The Ravens

About a week ago I finished reading The Ravens, a book about a secret war my dad was involved in while in Vietnam (technically, the Ravens flew in Laos). It was strange to read about the program, especially when he was mentioned a few times and there was a picture that I’m pretty sure showed him even though the faces/bodies weren’t listed. There’s so much I don’t know about my father’s life

and I’m not sure that I’d know the answers to the questions that I have now since I didn’t get them while he was still alive. I remember riding in the truck with him and trying to ask him about what it was like to fly fighters, what it was like to be involved in Vietnam, but I don’t remember the answers. I remember being unsatisfied, but whether that was with his answers or with myself for not asking what I wanted to know, I don’t know.

(In other news, I’m experimenting with different weblogs to find one that fits me like a glove. or a condom. either one. any suggestions?)

And the book was written in a praising, somewhat hand-off manner–granted, it was published by the Edgar Allen Poe Society, nee the Ravens–but still seemed to hold a lot of truth in it. At least it tasted like truth. Perhaps only because it fits with what I want to believe about both the Vietnam war, that “we” the people, the military, etc. wanted to help a nation(s, including Laos, Cambodia, and Thailand) that was being invaded/manipulated by outside forces, but that the US political apparatus eventually got in the way. Or was in the way from the beginning.

(About a weblog, not a glove or condom)

The way the French and the U.S. supported then abandoned Laos is a horrible story, but not that surprising considering the myriad ways the US has betrayed the Native Americans, breaking treaty after treaty. It’s surprising because I want to believe that this sort of immoral (amoral?) behavior is in the past and that the country is better, that we are better now. But with what’s happening in Iraq, what is better? People want to call back the troops, but that’s simply abandoning those in-country we’ve promised aid to, who are depending on us, and a withdrawal will fix our problem, sure, in that we won’t have any more soldiers die, but we’re the ones who created the problem in the first place.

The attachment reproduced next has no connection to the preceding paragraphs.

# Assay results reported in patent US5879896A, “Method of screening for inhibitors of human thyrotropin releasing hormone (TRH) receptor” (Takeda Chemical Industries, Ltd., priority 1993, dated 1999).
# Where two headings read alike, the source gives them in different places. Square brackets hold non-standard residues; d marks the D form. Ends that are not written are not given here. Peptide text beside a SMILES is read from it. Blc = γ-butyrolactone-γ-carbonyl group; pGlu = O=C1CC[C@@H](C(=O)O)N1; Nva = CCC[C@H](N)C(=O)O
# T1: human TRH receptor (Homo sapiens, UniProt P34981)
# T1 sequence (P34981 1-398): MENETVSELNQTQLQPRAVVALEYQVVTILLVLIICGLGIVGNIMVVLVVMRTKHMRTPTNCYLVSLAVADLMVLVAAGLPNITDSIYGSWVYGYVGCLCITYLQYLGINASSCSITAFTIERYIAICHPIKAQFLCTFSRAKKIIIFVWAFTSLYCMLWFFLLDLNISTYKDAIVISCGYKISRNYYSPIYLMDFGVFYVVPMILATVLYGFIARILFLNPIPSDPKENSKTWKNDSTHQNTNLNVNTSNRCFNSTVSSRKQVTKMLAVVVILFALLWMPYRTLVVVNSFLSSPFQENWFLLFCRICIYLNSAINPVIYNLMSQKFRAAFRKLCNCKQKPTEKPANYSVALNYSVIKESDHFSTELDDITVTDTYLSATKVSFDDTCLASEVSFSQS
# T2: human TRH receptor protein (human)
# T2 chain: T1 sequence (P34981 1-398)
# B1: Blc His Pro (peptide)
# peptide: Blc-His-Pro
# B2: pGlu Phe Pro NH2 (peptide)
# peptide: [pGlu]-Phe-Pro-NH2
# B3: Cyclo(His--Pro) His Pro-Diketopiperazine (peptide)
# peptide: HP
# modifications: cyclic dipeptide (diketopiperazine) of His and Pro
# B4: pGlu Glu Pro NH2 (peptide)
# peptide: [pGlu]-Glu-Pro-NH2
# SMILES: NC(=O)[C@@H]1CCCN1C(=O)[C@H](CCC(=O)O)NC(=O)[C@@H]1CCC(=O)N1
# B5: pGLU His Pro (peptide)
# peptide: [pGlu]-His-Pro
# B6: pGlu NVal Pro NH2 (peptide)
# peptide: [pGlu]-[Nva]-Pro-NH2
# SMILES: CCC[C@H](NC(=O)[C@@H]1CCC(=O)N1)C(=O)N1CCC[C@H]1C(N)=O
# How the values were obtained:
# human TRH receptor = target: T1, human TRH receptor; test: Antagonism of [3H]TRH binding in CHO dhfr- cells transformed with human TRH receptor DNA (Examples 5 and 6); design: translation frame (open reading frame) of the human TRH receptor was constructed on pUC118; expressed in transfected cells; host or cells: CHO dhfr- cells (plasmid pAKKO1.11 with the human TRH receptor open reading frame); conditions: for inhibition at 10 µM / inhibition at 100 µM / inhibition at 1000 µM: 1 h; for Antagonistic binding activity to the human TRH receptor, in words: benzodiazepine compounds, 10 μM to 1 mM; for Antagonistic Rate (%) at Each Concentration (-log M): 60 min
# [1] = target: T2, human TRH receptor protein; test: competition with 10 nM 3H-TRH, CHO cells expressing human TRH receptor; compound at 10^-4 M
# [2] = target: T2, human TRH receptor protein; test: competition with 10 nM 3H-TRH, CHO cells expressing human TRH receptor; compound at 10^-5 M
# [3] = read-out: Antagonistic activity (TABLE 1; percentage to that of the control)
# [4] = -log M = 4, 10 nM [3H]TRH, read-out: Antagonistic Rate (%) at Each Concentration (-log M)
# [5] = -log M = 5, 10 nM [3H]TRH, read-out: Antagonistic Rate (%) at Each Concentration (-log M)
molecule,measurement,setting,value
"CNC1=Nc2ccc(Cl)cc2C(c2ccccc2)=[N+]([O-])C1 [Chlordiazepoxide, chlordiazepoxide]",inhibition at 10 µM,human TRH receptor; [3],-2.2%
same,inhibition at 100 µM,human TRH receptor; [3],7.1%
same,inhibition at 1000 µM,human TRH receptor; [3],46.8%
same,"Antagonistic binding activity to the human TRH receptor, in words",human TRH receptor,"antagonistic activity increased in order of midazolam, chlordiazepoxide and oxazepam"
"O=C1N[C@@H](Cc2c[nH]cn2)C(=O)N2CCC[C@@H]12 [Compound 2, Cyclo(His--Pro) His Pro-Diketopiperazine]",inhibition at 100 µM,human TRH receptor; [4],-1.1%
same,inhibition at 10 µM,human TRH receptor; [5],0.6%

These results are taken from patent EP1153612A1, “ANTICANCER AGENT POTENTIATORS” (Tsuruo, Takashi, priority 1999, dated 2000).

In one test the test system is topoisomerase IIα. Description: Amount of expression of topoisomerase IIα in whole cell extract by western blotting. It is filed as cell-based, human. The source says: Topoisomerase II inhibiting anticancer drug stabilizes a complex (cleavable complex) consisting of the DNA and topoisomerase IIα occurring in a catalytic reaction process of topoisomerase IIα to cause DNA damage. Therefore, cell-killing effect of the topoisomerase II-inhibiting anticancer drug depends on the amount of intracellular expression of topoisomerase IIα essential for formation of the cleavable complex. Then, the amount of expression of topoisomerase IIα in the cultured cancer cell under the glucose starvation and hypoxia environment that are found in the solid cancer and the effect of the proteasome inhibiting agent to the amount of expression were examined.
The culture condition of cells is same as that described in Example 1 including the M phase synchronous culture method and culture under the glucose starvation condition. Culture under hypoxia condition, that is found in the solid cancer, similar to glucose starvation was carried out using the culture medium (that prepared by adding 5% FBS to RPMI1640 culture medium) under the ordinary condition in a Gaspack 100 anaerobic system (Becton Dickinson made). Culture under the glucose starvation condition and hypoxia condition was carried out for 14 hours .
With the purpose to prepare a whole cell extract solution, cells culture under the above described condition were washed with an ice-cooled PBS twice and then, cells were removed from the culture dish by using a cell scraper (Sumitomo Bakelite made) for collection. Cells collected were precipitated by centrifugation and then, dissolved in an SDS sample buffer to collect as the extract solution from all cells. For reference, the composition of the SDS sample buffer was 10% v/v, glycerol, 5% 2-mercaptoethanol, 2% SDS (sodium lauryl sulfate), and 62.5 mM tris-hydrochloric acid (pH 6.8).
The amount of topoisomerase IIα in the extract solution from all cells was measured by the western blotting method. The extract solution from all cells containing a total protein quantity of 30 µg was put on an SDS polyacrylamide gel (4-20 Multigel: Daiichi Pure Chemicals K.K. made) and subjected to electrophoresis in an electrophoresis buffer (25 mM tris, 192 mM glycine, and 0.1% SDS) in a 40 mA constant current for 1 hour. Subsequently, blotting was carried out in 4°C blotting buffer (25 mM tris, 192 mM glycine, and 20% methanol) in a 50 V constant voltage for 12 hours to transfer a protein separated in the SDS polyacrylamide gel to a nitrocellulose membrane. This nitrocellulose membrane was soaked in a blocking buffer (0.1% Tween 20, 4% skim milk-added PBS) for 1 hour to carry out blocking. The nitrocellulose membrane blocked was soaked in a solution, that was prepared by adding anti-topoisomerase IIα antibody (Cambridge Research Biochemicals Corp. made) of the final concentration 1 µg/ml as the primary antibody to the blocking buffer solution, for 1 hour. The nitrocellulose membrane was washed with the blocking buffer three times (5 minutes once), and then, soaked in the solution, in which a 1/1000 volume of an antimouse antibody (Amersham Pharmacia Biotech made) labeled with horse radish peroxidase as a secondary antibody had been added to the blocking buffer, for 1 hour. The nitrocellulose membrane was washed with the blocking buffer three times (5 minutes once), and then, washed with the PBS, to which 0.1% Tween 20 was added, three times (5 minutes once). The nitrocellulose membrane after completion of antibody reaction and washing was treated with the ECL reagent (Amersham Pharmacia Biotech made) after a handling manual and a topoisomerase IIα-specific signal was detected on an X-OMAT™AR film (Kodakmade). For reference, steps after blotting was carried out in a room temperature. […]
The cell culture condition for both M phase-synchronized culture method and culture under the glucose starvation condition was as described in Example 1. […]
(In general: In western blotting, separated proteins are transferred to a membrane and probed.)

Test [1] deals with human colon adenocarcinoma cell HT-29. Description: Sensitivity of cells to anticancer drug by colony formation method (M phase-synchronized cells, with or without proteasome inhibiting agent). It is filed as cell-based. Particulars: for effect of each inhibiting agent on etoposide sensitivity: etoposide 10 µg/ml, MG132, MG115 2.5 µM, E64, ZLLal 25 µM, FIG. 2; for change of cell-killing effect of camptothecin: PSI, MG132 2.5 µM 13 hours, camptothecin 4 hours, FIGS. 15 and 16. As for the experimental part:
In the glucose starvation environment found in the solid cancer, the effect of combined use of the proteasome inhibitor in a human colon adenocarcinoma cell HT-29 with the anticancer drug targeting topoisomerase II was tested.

(Okay, maybe a condom)

What seems so moving about the Ravens’ story is that they were so enwrapped in the fight to save Laos and, specifically, to help the Hmong who were defending their homelands. Eventually the US pulled out and the Ravens were forced from the country as well, but the Hmong had to stay, having nowhere else to go, and fought a war against an enemy with superior numbers and superior arms and the entire might of China bolstering them up. The North Vietnamese outlined a plan for Hmong genocide, but we had saved ourselves.

Anyway, it’s a good book if you like history (military) and/or want a perspective on a war similar to that in the Middle East.

I wish my dad wasn’t dead.

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